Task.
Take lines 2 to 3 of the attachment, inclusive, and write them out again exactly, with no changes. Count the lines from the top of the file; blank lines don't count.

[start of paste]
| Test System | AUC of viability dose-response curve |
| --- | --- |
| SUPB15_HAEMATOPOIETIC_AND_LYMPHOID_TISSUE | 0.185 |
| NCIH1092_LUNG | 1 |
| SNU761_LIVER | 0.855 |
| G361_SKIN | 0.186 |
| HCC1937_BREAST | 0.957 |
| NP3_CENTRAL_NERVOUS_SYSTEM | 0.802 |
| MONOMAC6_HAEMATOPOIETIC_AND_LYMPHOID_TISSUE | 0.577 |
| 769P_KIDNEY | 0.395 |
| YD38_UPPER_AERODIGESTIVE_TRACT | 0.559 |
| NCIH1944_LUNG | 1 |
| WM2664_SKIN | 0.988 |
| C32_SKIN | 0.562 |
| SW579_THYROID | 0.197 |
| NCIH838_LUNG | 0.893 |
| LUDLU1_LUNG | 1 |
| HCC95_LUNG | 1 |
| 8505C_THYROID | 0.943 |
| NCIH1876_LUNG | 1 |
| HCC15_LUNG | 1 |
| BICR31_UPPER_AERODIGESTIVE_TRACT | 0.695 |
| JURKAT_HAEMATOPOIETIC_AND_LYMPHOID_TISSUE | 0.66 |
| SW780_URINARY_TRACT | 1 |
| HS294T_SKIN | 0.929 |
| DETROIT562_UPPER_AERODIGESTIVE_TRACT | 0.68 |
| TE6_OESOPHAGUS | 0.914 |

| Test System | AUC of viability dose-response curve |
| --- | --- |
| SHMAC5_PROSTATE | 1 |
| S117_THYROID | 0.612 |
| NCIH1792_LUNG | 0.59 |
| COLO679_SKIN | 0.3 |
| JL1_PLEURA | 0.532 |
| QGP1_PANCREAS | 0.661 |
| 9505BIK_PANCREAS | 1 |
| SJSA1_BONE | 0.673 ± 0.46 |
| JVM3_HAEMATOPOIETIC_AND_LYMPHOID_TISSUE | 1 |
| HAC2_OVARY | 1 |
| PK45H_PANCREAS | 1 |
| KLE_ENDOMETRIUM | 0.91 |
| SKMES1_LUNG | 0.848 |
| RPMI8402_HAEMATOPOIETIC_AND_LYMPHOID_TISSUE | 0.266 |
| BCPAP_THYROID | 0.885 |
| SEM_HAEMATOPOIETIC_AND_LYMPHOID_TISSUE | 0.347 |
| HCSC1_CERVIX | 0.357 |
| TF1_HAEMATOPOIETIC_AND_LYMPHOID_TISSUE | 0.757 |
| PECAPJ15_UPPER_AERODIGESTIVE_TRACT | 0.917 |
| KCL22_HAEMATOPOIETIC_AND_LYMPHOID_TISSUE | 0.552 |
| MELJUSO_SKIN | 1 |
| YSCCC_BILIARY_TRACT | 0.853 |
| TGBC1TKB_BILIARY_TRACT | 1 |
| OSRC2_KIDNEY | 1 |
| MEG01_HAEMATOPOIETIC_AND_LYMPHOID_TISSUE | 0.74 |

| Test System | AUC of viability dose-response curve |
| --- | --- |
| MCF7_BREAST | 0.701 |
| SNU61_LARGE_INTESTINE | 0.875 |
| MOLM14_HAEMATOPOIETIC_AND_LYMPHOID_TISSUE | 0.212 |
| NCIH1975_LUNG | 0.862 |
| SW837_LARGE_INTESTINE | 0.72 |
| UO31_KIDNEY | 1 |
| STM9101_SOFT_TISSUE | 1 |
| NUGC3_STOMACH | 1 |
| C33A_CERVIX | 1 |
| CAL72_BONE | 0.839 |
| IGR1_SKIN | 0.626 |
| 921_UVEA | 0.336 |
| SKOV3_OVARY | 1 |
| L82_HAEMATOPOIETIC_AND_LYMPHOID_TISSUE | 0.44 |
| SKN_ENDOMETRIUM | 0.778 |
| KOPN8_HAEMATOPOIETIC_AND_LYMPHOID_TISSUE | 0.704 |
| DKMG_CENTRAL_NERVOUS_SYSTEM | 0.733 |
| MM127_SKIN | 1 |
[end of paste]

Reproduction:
| --- | --- |
| SUPB15_HAEMATOPOIETIC_AND_LYMPHOID_TISSUE | 0.185 |